Limbo‘s environments change as the protagonist journeys through a number of different locations throughout the game. The player plays straight through these environments without any pause or loading screens.
The first environment of the game. The boy first wakes up in the forest where he then continues on to cross a large river on a boat, battle against the giant spider and first encounter the psychotic natives of Limbo, who appear to be murderous children. The Forest covers the first four chapters of the game. The Forest area has no industrial traits and differs quite a bit from locations in the game’s later chapters.
The environment then begins to change when the player meets the murderous children. In the background, broken old shacks and trees are seen. Objects that are used in the environment are broken objects like old crates. Crows are seen perched on the old buildings. The player encounters violence from the natives in this area of the game. They chase the boy, trying to kill him using their darts. There are various wooden structures seen throughout this area, obviously built by the natives. Forestry from the opening environment can be seen dotted around the area. The brain slugs, which force their host to walk in one direction only, make their first appearance in this area.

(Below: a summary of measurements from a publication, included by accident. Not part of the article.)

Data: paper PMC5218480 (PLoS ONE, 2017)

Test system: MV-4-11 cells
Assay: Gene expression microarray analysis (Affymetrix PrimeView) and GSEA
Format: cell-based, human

The wasteland areas then move into the caves. The caves’ main theme is water. Many of the puzzles seen throughout the caves involve using water to advance and also trying to avoid drowning in said water, as the boy appears to be soluble. Many waterfalls can also be seen in the backgrounds of some areas in the caves. The caves are also the first area of the game where the player goes indoors. The industrial traits of the game begin to appear here. Cogs, levers and metal platforms are seen in the caves, replacing the old wooden structures of the wasteland area.
This is the first area of the game to involve a modern/urban theme. When players first enter this environment, they are greeted by a large “HOTEL” sign which must be navigated over to continue. The player then breaks into the hotel via a glass ceiling and continues on their journey. This environment contains puzzles involving elevators and electricity. After the player travels through the Hotel, they exit back outside for a short time before entering the next enviroment, the Industrial Mill.